Cost function neural networks
This week is the last week of the Stanford Machine Learning course (ml-class.org), so here is my basic review of the course. Overall, the quality is quite good. The lectures are easily the most valuable part, as Andrew Ng is very organized and provides insightful explanations over the approaches and algorithms.
The homework problems use Octave, a mostly clone version of Matlab (including down to language spec), so it’s pretty easy to pick up for most math-inclined people.
The homework assignments themselves were mildly… disappointing? I’m not sure that’s the right word, but I feel they were really lacking in improving understanding of the primary concept at hand. At the start of the course, the homework assignments are concerned with implementing cost functions for linear regression and neural networks. At the end of the course, the homework assignments are concerned with implementing cost functions for k-means clustering – so it gets fairly repetitive, and doesn’t really make you aware of the steps involved with the different algorithms. Most of the supporting code that goes into the algorithms is written for you by the course team. Let’s take a look at what I mean.
In the following example, the course walks you through a collaborative filtering example to recommend movies that you might enjoy based on previous ratings. There are a number of steps that go into it:
Source: Brett Walenz
Brain Theory: Biological Basis and Computational Principles
eBooks (Elsevier Science)
You might also like:
Looking for investor, trader, big return2011-07-25 07:12:11 by Nathan_Belomy
Tons of experience, use level 2 software. Psychic and I read through BS well. Technical analysis, swing trading.
I also accurately predict all technology shifts, if anyone really wants to know a good investment.
$30,000 would be good. I'll make it more then worth your while. I can do 10% daily, easy 500% annually.
If you want to do $100,000 or more, no problem. I'll even do $1,000,000 if you'd like that. Going up to Millions of dollars, alright, if you really have that much cash to invest, I'd be happy to work it for you.
1982, year of the dog. Man's best friend.
Socialism as it was always meant to be2002-01-02 12:12:09 by justyouraveragecitizen
Socialism As It Was Always Meant To Be
by Michael Albert & Robin Hahnel
As the twentieth century draws to a close, what have we learned about how we should manage our economic affairs? What should we do if we had the opportunity to start again?
We could hold a lottery, or perhaps have a brawl to decide who owns what productive resources. The unfortunate losers would have to hire themselves out to work for the more fortunate winners, and the goods the losers produced could then be 'freely' exchanged by their owners -- the people who didn't produce them. Of course this is the capitalist 'solution' to the 'economic problem' which has been spreading its sway for roughly three centuries. Based on that experience we can predict, with great confidence, that private enterprise...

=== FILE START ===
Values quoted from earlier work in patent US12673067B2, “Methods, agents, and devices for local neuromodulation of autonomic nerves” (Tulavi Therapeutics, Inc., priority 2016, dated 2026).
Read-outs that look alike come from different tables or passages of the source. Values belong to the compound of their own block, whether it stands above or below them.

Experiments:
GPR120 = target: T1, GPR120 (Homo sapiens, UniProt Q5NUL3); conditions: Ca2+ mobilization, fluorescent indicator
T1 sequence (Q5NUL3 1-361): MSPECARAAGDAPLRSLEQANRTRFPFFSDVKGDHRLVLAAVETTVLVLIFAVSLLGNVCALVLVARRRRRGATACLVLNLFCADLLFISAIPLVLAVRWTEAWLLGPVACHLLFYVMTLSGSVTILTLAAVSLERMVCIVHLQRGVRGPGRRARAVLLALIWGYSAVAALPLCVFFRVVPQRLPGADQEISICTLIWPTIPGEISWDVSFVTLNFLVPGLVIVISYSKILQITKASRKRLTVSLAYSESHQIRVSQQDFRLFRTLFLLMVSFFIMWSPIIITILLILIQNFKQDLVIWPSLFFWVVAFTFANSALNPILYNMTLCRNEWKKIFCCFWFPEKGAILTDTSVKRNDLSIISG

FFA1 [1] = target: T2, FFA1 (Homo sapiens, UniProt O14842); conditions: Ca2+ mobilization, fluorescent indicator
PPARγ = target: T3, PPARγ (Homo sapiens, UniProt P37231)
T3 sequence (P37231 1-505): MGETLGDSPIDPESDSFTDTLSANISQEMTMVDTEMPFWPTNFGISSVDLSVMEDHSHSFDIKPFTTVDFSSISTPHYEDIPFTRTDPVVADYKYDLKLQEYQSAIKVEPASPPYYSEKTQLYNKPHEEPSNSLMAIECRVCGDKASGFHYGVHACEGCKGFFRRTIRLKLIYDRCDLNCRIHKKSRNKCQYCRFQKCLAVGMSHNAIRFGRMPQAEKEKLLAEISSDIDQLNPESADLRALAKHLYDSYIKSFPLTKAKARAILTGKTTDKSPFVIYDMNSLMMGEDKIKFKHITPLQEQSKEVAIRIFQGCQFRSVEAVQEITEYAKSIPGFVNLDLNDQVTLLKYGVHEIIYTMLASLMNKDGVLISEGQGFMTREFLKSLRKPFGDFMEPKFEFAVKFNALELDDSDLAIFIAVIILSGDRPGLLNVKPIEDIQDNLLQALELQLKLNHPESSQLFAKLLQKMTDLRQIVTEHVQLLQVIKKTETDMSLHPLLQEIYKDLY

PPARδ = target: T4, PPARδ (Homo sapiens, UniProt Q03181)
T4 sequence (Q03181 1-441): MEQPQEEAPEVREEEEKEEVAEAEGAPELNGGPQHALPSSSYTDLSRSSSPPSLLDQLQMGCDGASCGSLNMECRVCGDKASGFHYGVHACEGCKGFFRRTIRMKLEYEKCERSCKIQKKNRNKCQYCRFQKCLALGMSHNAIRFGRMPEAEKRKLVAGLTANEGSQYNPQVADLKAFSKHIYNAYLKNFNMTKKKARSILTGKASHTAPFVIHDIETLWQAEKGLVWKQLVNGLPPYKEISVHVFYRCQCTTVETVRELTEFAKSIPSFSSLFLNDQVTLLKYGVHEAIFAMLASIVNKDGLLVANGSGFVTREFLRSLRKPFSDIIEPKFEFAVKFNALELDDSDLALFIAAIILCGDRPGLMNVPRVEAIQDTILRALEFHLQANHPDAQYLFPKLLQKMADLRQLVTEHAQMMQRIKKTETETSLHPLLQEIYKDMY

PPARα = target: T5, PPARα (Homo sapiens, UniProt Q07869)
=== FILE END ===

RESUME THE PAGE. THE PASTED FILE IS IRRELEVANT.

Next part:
What about Participatory Economics?2002-01-02 12:03:20 by justyouraveragecitizen
According to most economists, the activities of separate groups of producers and consumers can be coordinated by markets or by authoritarian planningbut there is no 'third way.' Those who call for planning by producers and consumers themselves only delude themselves and others. Economic pundits claim it is impossible to democratically plan a complex modern economy. Alec Nove threw down the gauntlet in no uncertain terms in The Economics of Feasible Socialism (London: George Allen and Unwin, 1983):
I feel increasingly ill-disposed towards those who ... substitute for hard thinking an image of a world in which there would be no economic problems at all (or where any problems that might arise would be handled smoothly by the...
Good stock screening resources?2004-11-11 19:47:30 by daniel99
Hello everyone, I was hoping that someone could help me locate stock screening resources. Ideally, I would love to rent a Bloomberg or Factset terminal once a month for a few hours. I live in the Orange County area, so if anyone knows of a place that does this please let me know!
Alternatively, I would be interested in using some sort of robust stock screening software, but I think that a monthly recurring fee might not be the best way to go for me...I am not into technical analysis...so a solid tool for fundamental analysis would be great. I appreciate any help you can give!
Forex Trading Tips for Investors in the Global Currency Markets — MarketWatch
Learn more about forex trading with City Index Asia today. Trading CFD and FX on margin carries a high level of risk, that may not be suitable for some investors. Consider your investment objectives, level of experience, financial resources, …
Brain Machine Interfaces: Implications for science, clinical practice and society: 194 (Progress in Brain Research)
eBooks (Elsevier Science)